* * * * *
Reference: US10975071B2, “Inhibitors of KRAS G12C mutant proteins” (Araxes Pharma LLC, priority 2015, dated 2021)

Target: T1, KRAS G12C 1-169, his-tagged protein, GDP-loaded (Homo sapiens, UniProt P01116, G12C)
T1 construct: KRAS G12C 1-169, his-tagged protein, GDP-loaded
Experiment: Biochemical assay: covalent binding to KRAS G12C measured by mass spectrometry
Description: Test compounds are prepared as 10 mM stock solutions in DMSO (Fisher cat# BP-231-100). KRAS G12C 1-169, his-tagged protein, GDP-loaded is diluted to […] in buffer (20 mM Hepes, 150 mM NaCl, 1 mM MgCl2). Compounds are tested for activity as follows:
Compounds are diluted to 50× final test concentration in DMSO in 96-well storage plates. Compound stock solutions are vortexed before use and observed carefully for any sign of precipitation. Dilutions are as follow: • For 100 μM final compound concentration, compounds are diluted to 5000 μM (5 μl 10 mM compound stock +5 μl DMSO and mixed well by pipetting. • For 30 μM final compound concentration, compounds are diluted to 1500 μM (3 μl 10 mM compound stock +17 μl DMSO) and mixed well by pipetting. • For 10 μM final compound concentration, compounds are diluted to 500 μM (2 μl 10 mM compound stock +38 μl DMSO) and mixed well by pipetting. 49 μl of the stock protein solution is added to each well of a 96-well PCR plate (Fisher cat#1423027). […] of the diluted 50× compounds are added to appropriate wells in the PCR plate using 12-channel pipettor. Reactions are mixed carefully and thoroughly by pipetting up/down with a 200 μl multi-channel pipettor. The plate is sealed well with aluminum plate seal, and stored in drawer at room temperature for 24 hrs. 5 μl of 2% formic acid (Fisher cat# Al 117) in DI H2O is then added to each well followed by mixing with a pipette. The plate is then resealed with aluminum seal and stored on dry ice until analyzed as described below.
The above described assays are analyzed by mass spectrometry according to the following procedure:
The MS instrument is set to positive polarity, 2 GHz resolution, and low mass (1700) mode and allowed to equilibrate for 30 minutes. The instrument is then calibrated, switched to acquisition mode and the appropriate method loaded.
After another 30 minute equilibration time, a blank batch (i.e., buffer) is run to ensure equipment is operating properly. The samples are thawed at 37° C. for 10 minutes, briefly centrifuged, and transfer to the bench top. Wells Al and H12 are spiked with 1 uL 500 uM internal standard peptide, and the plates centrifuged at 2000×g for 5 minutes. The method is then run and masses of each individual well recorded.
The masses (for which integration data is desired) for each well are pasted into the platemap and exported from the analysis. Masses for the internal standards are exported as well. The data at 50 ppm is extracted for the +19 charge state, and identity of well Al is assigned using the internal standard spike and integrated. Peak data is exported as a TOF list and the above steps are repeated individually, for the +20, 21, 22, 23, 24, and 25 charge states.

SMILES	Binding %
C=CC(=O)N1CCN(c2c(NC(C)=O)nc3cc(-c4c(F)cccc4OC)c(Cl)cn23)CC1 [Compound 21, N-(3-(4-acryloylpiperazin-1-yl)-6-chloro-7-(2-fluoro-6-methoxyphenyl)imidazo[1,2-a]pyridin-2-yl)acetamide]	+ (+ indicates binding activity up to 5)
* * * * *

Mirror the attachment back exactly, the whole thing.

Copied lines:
Reference: US10975071B2, “Inhibitors of KRAS G12C mutant proteins” (Araxes Pharma LLC, priority 2015, dated 2021)

Target: T1, KRAS G12C 1-169, his-tagged protein, GDP-loaded (Homo sapiens, UniProt P01116, G12C)
T1 construct: KRAS G12C 1-169, his-tagged protein, GDP-loaded
Experiment: Biochemical assay: covalent binding to KRAS G12C measured by mass spectrometry
Description: Test compounds are prepared as 10 mM stock solutions in DMSO (Fisher cat# BP-231-100). KRAS G12C 1-169, his-tagged protein, GDP-loaded is diluted to […] in buffer (20 mM Hepes, 150 mM NaCl, 1 mM MgCl2). Compounds are tested for activity as follows:
Compounds are diluted to 50× final test concentration in DMSO in 96-well storage plates. Compound stock solutions are vortexed before use and observed carefully for any sign of precipitation. Dilutions are as follow: • For 100 μM final compound concentration, compounds are diluted to 5000 μM (5 μl 10 mM compound stock +5 μl DMSO and mixed well by pipetting. • For 30 μM final compound concentration, compounds are diluted to 1500 μM (3 μl 10 mM compound stock +17 μl DMSO) and mixed well by pipetting. • For 10 μM final compound concentration, compounds are diluted to 500 μM (2 μl 10 mM compound stock +38 μl DMSO) and mixed well by pipetting. 49 μl of the stock protein solution is added to each well of a 96-well PCR plate (Fisher cat#1423027). […] of the diluted 50× compounds are added to appropriate wells in the PCR plate using 12-channel pipettor. Reactions are mixed carefully and thoroughly by pipetting up/down with a 200 μl multi-channel pipettor. The plate is sealed well with aluminum plate seal, and stored in drawer at room temperature for 24 hrs. 5 μl of 2% formic acid (Fisher cat# Al 117) in DI H2O is then added to each well followed by mixing with a pipette. The plate is then resealed with aluminum seal and stored on dry ice until analyzed as described below.
The above described assays are analyzed by mass spectrometry according to the following procedure:
The MS instrument is set to positive polarity, 2 GHz resolution, and low mass (1700) mode and allowed to equilibrate for 30 minutes. The instrument is then calibrated, switched to acquisition mode and the appropriate method loaded.
After another 30 minute equilibration time, a blank batch (i.e., buffer) is run to ensure equipment is operating properly. The samples are thawed at 37° C. for 10 minutes, briefly centrifuged, and transfer to the bench top. Wells Al and H12 are spiked with 1 uL 500 uM internal standard peptide, and the plates centrifuged at 2000×g for 5 minutes. The method is then run and masses of each individual well recorded.
The masses (for which integration data is desired) for each well are pasted into the platemap and exported from the analysis. Masses for the internal standards are exported as well. The data at 50 ppm is extracted for the +19 charge state, and identity of well Al is assigned using the internal standard spike and integrated. Peak data is exported as a TOF list and the above steps are repeated individually, for the +20, 21, 22, 23, 24, and 25 charge states.

SMILES	Binding %
C=CC(=O)N1CCN(c2c(NC(C)=O)nc3cc(-c4c(F)cccc4OC)c(Cl)cn23)CC1 [Compound 21, N-(3-(4-acryloylpiperazin-1-yl)-6-chloro-7-(2-fluoro-6-methoxyphenyl)imidazo[1,2-a]pyridin-2-yl)acetamide]	+ (+ indicates binding activity up to 5)